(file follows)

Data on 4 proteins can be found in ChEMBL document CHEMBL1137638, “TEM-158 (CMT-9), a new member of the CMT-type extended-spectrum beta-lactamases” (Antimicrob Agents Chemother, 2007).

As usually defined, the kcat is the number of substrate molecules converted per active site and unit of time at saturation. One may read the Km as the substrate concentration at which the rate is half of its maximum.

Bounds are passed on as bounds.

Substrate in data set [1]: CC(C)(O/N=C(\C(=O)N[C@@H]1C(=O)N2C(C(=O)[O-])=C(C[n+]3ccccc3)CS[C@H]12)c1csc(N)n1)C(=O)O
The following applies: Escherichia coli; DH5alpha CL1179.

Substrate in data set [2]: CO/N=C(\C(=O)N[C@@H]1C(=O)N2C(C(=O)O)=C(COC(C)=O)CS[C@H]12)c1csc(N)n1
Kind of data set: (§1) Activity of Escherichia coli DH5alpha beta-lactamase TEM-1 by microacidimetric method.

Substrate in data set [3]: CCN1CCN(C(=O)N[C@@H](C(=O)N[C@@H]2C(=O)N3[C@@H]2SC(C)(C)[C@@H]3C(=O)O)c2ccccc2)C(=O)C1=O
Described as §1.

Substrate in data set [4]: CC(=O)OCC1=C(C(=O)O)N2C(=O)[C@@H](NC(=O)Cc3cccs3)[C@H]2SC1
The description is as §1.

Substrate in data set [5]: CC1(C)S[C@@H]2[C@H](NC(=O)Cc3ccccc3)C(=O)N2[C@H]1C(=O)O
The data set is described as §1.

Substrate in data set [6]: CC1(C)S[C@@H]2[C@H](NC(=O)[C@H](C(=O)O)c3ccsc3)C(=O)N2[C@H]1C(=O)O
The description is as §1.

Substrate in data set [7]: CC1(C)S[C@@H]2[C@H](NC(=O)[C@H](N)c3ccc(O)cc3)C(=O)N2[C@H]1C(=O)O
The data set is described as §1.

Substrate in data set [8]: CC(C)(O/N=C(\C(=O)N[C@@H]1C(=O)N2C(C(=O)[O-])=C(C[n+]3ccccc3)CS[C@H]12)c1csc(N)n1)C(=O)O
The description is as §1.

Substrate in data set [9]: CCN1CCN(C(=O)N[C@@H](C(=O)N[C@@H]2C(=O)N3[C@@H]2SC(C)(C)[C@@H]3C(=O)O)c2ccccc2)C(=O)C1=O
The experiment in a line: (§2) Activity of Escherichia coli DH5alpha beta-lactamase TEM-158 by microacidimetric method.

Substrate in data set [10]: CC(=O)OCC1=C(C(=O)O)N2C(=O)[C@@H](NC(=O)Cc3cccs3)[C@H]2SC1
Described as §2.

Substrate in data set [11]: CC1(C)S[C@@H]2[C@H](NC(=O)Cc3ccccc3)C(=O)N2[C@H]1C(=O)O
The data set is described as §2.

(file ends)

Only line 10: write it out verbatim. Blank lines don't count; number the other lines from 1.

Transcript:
Substrate in data set [4]: CC(=O)OCC1=C(C(=O)O)N2C(=O)[C@@H](NC(=O)Cc3cccs3)[C@H]2SC1